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PostPosted: Tue Nov 20, 2012 7:42 pm 
Section Moderator & South West AEC
Section Moderator & South West AEC
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Joined: Mon Jun 25, 2007 3:33 pm
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Location: new forest
well, i used to really like them when i didn't know much more about them than their nice paint work.

in recent years i realised (and i'm talking about the steel stuff here) that they weren't actually THAT special. even more recently some things on them have been pointed out to me that makes them even less special to me.

for example, i have 2 terry dolan cougars, lovely bikes both of them and they are both custom, but lugged custom, meaning the lugs are bought in, the tubes are cut and the frame is built, so other than the differing lengths of the tubes they are no different to the standard sizes, so in essence it's the least custom you can get if that makes sense.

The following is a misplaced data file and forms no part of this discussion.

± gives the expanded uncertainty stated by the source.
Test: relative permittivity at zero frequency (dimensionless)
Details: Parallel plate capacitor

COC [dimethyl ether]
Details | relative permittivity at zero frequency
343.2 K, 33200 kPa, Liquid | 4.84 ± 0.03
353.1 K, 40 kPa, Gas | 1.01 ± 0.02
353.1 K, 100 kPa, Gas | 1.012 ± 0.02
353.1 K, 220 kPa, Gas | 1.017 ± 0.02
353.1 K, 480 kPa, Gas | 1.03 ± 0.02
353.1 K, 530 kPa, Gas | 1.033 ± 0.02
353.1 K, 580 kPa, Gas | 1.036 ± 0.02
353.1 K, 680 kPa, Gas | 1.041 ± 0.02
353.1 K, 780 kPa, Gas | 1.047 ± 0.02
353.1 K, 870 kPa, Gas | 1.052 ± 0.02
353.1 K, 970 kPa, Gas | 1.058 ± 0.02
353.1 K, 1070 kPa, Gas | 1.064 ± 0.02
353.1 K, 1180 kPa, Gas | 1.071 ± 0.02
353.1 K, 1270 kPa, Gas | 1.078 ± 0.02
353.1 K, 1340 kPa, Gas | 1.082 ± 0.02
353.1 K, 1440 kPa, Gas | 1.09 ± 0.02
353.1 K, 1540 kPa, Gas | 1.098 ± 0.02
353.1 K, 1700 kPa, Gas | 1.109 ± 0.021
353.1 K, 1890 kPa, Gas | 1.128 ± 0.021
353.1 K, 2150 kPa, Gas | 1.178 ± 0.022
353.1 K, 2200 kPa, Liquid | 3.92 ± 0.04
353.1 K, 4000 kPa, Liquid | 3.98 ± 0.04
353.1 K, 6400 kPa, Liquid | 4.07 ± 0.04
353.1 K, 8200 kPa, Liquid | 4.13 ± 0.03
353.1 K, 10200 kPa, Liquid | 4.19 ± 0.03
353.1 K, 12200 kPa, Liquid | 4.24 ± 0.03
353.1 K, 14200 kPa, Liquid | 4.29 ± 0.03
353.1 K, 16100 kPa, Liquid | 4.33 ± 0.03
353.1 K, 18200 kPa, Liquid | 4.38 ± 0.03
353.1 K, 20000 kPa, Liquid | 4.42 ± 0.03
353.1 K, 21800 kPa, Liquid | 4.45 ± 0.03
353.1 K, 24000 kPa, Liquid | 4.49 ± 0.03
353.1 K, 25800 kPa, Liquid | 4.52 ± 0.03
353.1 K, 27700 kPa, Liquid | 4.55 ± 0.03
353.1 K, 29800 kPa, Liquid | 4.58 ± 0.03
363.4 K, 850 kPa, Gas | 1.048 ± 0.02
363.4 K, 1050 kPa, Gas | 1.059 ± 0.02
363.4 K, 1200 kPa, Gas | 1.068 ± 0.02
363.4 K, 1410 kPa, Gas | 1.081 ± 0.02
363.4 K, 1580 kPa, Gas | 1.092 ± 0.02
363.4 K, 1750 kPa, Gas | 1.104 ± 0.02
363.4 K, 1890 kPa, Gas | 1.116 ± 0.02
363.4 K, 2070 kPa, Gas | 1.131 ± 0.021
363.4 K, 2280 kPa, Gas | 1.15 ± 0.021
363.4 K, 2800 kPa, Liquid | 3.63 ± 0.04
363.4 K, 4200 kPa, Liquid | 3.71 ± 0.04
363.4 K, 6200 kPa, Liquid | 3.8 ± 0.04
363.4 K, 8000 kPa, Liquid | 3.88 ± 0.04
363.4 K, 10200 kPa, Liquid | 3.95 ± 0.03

but the lugs are generic or cinelli or whatever so to a certain extent they are not that special and i now see a similar thing with colnago, their lugs are effectively standard but with their logo in it so in my opinion they are no more special than most other steel frames of similar pedigree.

for the record, i like them, but i don't think they are any better than for example my cougar bikes. good quality, well made but by todays custom frame builders standards not as special as i used to consider them to be.


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PostPosted: Tue Nov 20, 2012 7:53 pm 
Retro Guru
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Joined: Wed Jul 27, 2011 12:46 pm
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Location: Montpellier, France
They do a lot for me because as a skint teenager in the late '80s when I first discovered cycling, an exotic psychedelically-painted steel Colnago was my dream bike, but as unattainable then as Samantha Fox. I still lust after one and one day I'll find one. I still lust after Samantha Fox too but I'm a bit more realistic about that now. :roll: